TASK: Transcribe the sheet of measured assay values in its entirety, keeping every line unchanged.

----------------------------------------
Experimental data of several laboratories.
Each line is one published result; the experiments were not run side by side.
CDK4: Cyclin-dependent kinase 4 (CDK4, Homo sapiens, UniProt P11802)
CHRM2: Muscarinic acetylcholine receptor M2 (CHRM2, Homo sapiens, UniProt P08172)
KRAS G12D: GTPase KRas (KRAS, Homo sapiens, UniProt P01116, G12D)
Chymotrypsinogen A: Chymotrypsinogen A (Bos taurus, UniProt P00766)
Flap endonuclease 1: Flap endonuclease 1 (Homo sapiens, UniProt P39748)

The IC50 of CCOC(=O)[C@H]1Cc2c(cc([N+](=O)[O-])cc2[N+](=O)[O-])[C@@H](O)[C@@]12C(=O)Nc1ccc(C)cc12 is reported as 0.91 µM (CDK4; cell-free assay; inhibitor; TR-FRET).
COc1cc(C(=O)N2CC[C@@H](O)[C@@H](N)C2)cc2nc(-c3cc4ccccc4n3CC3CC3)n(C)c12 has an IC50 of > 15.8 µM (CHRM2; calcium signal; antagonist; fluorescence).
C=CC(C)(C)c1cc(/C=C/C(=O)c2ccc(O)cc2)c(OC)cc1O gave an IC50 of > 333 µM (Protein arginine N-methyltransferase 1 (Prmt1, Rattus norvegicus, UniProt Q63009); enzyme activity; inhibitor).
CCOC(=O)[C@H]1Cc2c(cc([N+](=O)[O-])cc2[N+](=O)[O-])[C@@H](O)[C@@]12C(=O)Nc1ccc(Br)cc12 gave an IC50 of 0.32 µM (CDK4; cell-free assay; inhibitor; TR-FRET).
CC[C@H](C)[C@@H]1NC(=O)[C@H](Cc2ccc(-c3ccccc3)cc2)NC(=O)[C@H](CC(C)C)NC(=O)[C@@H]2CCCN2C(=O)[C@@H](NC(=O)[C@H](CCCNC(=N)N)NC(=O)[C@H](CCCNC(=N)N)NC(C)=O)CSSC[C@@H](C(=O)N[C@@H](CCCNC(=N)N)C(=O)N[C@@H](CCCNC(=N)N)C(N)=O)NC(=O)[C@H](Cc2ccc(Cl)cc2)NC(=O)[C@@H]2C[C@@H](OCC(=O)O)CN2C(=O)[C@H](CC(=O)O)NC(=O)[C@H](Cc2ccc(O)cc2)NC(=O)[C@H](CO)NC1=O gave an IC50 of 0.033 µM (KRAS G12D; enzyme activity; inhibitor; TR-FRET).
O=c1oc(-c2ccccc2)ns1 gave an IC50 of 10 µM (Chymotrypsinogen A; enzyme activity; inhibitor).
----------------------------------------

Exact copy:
Experimental data of several laboratories.
Each line is one published result; the experiments were not run side by side.
CDK4: Cyclin-dependent kinase 4 (CDK4, Homo sapiens, UniProt P11802)
CHRM2: Muscarinic acetylcholine receptor M2 (CHRM2, Homo sapiens, UniProt P08172)
KRAS G12D: GTPase KRas (KRAS, Homo sapiens, UniProt P01116, G12D)
Chymotrypsinogen A: Chymotrypsinogen A (Bos taurus, UniProt P00766)
Flap endonuclease 1: Flap endonuclease 1 (Homo sapiens, UniProt P39748)

The IC50 of CCOC(=O)[C@H]1Cc2c(cc([N+](=O)[O-])cc2[N+](=O)[O-])[C@@H](O)[C@@]12C(=O)Nc1ccc(C)cc12 is reported as 0.91 µM (CDK4; cell-free assay; inhibitor; TR-FRET).
COc1cc(C(=O)N2CC[C@@H](O)[C@@H](N)C2)cc2nc(-c3cc4ccccc4n3CC3CC3)n(C)c12 has an IC50 of > 15.8 µM (CHRM2; calcium signal; antagonist; fluorescence).
C=CC(C)(C)c1cc(/C=C/C(=O)c2ccc(O)cc2)c(OC)cc1O gave an IC50 of > 333 µM (Protein arginine N-methyltransferase 1 (Prmt1, Rattus norvegicus, UniProt Q63009); enzyme activity; inhibitor).
CCOC(=O)[C@H]1Cc2c(cc([N+](=O)[O-])cc2[N+](=O)[O-])[C@@H](O)[C@@]12C(=O)Nc1ccc(Br)cc12 gave an IC50 of 0.32 µM (CDK4; cell-free assay; inhibitor; TR-FRET).
CC[C@H](C)[C@@H]1NC(=O)[C@H](Cc2ccc(-c3ccccc3)cc2)NC(=O)[C@H](CC(C)C)NC(=O)[C@@H]2CCCN2C(=O)[C@@H](NC(=O)[C@H](CCCNC(=N)N)NC(=O)[C@H](CCCNC(=N)N)NC(C)=O)CSSC[C@@H](C(=O)N[C@@H](CCCNC(=N)N)C(=O)N[C@@H](CCCNC(=N)N)C(N)=O)NC(=O)[C@H](Cc2ccc(Cl)cc2)NC(=O)[C@@H]2C[C@@H](OCC(=O)O)CN2C(=O)[C@H](CC(=O)O)NC(=O)[C@H](Cc2ccc(O)cc2)NC(=O)[C@H](CO)NC1=O gave an IC50 of 0.033 µM (KRAS G12D; enzyme activity; inhibitor; TR-FRET).
O=c1oc(-c2ccccc2)ns1 gave an IC50 of 10 µM (Chymotrypsinogen A; enzyme activity; inhibitor).